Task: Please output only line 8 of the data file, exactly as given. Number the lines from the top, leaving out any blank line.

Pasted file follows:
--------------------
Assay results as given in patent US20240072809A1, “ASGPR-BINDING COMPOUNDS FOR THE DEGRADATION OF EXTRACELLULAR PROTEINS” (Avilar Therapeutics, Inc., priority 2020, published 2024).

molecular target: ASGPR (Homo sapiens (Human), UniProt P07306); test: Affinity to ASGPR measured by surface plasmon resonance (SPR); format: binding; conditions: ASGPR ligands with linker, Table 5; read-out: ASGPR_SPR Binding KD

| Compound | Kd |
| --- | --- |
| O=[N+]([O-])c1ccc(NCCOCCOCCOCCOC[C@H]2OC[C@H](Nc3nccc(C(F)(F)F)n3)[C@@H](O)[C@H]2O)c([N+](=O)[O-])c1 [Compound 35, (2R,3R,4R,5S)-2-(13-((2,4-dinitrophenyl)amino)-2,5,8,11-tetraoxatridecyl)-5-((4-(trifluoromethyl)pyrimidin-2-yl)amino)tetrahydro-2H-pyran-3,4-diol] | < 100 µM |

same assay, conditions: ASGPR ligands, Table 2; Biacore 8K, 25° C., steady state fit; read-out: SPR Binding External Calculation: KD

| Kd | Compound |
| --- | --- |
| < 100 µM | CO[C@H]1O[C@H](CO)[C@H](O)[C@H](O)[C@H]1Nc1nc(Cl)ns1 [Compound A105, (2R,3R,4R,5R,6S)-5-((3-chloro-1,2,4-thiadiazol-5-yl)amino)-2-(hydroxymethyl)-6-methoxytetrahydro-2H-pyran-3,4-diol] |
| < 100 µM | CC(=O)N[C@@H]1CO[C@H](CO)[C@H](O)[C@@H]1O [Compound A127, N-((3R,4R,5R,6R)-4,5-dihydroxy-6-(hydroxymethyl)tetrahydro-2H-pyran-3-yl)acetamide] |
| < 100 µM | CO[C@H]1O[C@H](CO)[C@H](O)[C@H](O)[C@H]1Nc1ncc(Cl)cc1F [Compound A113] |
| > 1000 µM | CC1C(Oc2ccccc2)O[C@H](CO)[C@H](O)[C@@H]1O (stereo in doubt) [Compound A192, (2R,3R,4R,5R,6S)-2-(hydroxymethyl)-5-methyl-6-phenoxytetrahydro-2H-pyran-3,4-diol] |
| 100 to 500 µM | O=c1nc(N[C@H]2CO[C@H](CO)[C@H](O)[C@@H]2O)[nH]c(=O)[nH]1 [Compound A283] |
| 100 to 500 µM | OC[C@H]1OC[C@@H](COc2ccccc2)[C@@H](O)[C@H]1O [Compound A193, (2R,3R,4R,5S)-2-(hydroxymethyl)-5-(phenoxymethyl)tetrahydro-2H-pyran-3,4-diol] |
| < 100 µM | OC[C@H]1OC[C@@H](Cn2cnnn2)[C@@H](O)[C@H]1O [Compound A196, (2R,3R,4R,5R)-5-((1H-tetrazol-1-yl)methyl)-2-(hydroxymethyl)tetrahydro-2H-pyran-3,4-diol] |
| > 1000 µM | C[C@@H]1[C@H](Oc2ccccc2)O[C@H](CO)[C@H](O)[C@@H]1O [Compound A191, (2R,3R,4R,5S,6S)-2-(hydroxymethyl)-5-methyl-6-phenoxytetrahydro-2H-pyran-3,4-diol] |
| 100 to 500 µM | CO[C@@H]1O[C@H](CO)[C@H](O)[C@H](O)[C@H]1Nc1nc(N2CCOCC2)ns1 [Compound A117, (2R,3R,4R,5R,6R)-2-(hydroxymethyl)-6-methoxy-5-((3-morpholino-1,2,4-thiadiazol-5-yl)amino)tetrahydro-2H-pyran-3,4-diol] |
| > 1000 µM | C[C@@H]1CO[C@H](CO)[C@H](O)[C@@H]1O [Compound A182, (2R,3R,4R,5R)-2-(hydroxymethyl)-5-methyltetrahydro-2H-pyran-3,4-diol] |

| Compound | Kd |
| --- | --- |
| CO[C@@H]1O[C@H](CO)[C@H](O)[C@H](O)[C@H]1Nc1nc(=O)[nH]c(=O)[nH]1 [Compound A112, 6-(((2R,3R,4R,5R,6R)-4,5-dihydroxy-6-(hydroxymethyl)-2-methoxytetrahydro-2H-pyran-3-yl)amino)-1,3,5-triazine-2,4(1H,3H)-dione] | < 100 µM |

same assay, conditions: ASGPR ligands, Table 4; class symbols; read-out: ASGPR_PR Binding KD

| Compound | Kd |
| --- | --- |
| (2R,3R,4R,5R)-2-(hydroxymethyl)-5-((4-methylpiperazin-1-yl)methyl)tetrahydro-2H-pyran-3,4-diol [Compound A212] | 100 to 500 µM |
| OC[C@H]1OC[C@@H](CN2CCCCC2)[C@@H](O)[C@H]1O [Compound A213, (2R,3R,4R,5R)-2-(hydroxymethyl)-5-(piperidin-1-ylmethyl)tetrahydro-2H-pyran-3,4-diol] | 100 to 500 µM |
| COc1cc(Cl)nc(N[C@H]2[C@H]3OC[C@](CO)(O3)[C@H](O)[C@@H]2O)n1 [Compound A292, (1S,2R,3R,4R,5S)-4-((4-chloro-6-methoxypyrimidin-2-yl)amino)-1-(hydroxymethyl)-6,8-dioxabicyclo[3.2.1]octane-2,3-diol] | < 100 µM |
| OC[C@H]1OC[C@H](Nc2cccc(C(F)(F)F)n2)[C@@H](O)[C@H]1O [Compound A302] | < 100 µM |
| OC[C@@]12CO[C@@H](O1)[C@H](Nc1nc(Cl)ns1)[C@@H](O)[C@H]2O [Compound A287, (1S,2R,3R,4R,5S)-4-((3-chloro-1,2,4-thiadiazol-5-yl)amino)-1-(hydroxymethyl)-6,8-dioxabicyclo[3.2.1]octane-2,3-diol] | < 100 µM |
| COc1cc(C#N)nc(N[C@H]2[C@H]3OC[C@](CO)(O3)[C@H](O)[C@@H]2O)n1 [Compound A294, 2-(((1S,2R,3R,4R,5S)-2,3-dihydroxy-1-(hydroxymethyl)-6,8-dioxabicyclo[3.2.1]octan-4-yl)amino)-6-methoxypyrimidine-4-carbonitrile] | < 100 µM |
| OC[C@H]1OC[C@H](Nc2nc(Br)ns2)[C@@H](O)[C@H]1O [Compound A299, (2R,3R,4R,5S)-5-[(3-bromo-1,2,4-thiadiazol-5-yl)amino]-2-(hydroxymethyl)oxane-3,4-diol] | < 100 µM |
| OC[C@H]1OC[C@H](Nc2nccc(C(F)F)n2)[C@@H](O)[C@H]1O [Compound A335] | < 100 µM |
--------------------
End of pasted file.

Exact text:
| --- | --- |